I'm 52 and my first PSA test last July came back at 5.5. My Urologist wanted to do a biopsy ASAP but I declined. After a 2-month course of antibiotics to see if it may have been an infection my second PSA in September was 12.2. Biopsy (12 samples?) was done and the word was no CA...just chronic inflammation.
Fast forward to today. I had blood drawn last Friday and saw my Urologist today. PSA is now 18.8. He wanted to do a second biopsy and I declined. He offered antibiotics and I declined those, too. Another PSA is scheduled for June.
Doc said he was worried it might be CA; my question back was "why didn't it show up in the first biopsy?" He stated that if the PSA is higher in June he'll recommend that I go to a larger medical facility and have a scatter(?) biopsy done; apparently 50 or so samples are taken.
Anyone have such a rapid rise in their PSA? Was it CA?
There are forms of chronic prostatitis that will not respond to antibiotics, but you can't assume that is the case with you. I assume they found no sign of hyperplasia on the biopsy, so you can rule out BPH. Inflammation may also occur as a result of cancerous lesions. As you are well aware, your PSA is high and rising quickly, so it's important to ascertain the cause.
There are a couple of blood/urine tests they can run: % free PSA and PCA3. Taken together, these biomarkers have sometimes been able to detect cancers, even when biopsies have been negative.
Biopsies are random and can easily miss the cancer, depending on where they happen to poke. Standard biopsies don't sample all over the prostate, but only in areas where prostate cancer is most likely to occur.
There have been some techniques developed for looking for suspicious lesions before they go poking at the prostate.One imaging biopsy option is a multiparametric MRI -guided biopsy. It is also not available everywhere, but these MRIs can sometimes detect lesions that are otherwise invisible. There are a couple of doctors who will do a color doppler ultrasound guided biopsy, or an ultrasound elastography guided biopsy that have also been able to find otherwise undetectable lesions. I have a friend who had two biopsies and a multiparametric MRI-guided biopsy which were all negative. Finally, they found it with a 30 core saturation biopsy. His PSA was a lot lower than yours, however. The higher the PSA, the more likely that one of those imaging options may find a suspicious lesion that may be biopsied.
The Following User Says Thank You to Tall Allen For This Useful Post: Lelantos (03-24-2012)
I was not aware that biopsies could determine chronic inflammation as I understood you to suggest. I can imagine that it is hard to understand why you have such a high PSA, yet the biopsy indicated no prostate cancer. The fact is though, it can happen and your high PSA post antibiotic treatment should be of maximum concern to you. It would be beneficial to know what your urologist has indicated after I assume repeated DRE's. Also, is there pc in your immediate family? I think there are new urine tests that could provide additional information. You might want to consider a color doppler ultrasound test if possible. Personally, I would be most vigilant in pursuing the cause of a relatively persistent high PSA.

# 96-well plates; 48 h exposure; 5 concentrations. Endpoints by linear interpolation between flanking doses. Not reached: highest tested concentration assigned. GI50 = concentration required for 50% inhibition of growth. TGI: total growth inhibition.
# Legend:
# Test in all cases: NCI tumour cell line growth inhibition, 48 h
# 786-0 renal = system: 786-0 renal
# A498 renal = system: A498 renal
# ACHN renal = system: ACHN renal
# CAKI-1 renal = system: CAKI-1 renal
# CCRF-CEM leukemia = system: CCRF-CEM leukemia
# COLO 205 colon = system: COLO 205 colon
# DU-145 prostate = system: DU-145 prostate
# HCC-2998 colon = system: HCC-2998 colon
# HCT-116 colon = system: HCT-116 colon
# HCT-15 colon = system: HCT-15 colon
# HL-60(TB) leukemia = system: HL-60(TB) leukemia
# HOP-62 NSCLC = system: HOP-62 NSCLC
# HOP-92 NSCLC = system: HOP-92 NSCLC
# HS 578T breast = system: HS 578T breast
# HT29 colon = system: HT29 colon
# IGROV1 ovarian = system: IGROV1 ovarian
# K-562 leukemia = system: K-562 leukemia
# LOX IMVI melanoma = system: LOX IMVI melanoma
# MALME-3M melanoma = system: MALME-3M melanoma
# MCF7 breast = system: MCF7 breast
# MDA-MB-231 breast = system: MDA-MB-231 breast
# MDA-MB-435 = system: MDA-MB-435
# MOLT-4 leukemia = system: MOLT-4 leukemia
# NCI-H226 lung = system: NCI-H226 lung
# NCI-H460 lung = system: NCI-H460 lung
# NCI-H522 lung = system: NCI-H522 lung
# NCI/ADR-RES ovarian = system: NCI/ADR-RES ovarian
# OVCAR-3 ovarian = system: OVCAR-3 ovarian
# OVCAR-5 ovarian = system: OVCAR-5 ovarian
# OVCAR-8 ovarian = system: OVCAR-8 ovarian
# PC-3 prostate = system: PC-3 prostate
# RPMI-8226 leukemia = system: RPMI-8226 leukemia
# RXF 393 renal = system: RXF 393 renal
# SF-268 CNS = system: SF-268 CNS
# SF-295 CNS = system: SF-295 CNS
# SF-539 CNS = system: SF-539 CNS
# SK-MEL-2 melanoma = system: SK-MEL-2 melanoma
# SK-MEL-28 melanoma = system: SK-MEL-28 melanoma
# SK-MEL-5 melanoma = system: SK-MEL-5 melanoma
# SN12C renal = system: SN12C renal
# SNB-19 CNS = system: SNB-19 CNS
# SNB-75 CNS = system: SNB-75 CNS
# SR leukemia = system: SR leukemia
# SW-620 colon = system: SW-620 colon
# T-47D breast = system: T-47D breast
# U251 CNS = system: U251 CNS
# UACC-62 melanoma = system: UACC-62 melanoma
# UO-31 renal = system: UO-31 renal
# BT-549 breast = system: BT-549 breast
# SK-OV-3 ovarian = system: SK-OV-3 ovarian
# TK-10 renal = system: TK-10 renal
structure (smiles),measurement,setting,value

Also, is there pc in your immediate family? I think there are new urine tests that could provide additional information. You might want to consider a color doppler ultrasound test if possible. Personally, I would be most vigilant in pursuing the cause of a relatively persistent high PSA.
Yes, my Dad died of bone cancer (metastatic prostate CA) in 2004. I'll be heading to the Mayo Clinic in Rochester, MN next month. They've got my records now. I'm tired of the local docs...
I hope you continue your search for information and answers. The Mayo Clinic in Rochester is well known and well regarded. Personally I may be comforted with their care, I still would be vigilant about there providing you the best care. You have some form of prostate cancer and there is no better advocate for the best cure than yourself. You are obviously a smart guy - keep up the research until you get the answers you need to make the best decision for YOU. If you haven't already, please read the Prostate Cancer Decision Tool tacked at the top of this board. It will help, if in no other way, to put things into perspective.
You asked if somebody had a rapidly rising PSA and was it cancer. My husband had exactly that and yes it was cancer. I only wish his urologist had suggested something beyond a stand biopsy. He had four before he finally got an MRI which showed a nodule in the anterior part of his prostate which turned out to be cancer.
You got some good advice on this thread and also from your urologist. I can't urge you strongly enough to follow through. Apparently not all prostate cancer moves as slowly as we've been led to believe.
My husband's urologist told him a PSA that bounced from 36 to 29 and then stayed at 29 was inconsistent with cancer. Apparently it wasn't because the next year the PSA went up to 50 and when cancer was finally found, he was told it had most likely metastacized (though we're seeking more opinions). I can't find anything that a PSA that high would indicate except cancer. I'm glad you are going to MN. Good luck.
The following user gives a hug of support to jackie607: Lelantos (03-26-2012)
The Following User Says Thank You to jackie607 For This Useful Post: Lelantos (03-26-2012)